Remembering the First Time a Patient Was Cured of HIV
As news of a second patient entering remission makes headlines, we take a look back at the first time doctors vanquished the virus.
Aetna Agrees to Pay $17 Million in Privacy Settlement
The settlement was reached after a major mailing mishap revealed the HIV status of thousands of patients.
Life Expectancy Fell in the United States Again, Mostly Because of Drug Overdoses
Spanish flu, HIV/AIDS, drug overdoses: Epidemics that affect the young often show up dramatically in the data.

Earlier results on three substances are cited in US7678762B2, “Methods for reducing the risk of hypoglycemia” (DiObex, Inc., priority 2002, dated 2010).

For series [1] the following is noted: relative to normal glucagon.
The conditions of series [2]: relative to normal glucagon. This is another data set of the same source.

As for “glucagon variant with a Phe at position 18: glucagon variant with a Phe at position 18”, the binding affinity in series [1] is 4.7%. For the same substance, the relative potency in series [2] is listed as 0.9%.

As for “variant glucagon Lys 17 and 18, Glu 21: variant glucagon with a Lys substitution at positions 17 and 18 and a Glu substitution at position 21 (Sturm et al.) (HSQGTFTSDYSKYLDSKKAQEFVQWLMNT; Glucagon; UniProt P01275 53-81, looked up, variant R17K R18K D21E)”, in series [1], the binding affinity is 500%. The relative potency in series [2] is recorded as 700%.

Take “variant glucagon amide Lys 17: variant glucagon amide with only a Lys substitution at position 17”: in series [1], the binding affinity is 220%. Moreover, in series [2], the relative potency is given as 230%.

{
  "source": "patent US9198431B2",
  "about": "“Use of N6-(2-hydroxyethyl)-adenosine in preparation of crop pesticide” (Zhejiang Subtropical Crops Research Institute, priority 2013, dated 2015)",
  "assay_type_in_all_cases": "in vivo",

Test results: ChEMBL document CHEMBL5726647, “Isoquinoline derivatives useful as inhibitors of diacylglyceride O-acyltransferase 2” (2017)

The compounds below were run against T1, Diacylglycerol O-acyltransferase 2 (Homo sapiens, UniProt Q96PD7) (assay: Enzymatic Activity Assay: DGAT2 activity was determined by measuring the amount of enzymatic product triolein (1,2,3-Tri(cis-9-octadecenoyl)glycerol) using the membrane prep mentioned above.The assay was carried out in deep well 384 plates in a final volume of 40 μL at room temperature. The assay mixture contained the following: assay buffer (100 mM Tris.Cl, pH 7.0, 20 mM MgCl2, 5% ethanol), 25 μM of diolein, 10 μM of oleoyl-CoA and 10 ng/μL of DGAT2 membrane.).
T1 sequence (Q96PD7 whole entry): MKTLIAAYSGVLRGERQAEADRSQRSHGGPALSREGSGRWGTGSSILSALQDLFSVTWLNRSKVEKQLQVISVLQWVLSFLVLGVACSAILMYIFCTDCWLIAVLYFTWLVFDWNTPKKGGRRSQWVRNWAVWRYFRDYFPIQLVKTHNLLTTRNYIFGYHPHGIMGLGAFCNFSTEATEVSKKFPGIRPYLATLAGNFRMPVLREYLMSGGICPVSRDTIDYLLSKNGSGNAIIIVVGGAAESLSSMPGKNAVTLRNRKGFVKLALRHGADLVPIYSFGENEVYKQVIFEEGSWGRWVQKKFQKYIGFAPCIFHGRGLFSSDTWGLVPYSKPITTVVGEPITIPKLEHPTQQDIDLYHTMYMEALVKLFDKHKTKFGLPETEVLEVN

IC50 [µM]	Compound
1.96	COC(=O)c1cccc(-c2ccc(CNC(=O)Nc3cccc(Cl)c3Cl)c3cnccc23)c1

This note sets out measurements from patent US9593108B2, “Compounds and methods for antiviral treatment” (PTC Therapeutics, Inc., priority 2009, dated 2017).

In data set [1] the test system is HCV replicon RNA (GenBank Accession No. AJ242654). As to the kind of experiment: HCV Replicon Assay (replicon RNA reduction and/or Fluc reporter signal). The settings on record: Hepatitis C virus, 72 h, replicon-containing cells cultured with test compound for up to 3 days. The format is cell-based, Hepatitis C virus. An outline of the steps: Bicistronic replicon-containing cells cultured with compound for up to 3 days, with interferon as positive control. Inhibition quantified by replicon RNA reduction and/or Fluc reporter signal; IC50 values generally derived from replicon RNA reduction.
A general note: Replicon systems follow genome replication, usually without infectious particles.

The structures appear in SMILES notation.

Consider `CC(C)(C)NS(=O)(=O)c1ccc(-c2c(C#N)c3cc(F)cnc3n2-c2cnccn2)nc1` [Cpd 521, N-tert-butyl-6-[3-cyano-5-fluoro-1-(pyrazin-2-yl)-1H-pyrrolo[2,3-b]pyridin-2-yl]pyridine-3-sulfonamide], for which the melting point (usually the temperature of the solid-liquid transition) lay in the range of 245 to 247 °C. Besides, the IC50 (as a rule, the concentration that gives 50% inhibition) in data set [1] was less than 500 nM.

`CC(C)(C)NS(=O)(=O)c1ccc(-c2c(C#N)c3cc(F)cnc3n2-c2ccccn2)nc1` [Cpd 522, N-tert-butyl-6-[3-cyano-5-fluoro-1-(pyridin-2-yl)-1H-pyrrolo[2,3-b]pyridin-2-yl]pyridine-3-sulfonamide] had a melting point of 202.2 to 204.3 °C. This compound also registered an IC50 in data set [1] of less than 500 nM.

All Chimpanzees Are Now Classified as Endangered—40 Years Too Late
The U.S. government classifies all chimpanzees as endangered, after decades of stalling.
Lessons From a Brain-Infecting Fungi Could Change Medicine
A discovery raises the possibility of using a fungal enzyme to deliver drugs directly into the brain.
How Weak Immune Systems Escort a Deadly Fungus Into the Brain
A pervasive fungus, passed along by pigeon droppings, can kill HIV patients by using a Trojan Horse strategy to invade their brains.
United Nations: More Developing Countries Funding Their Own Anti-HIV Programs
Many countries are starting to rely less on foreign aid for their HIV prevention and treatment programs. But the transition can be tricky.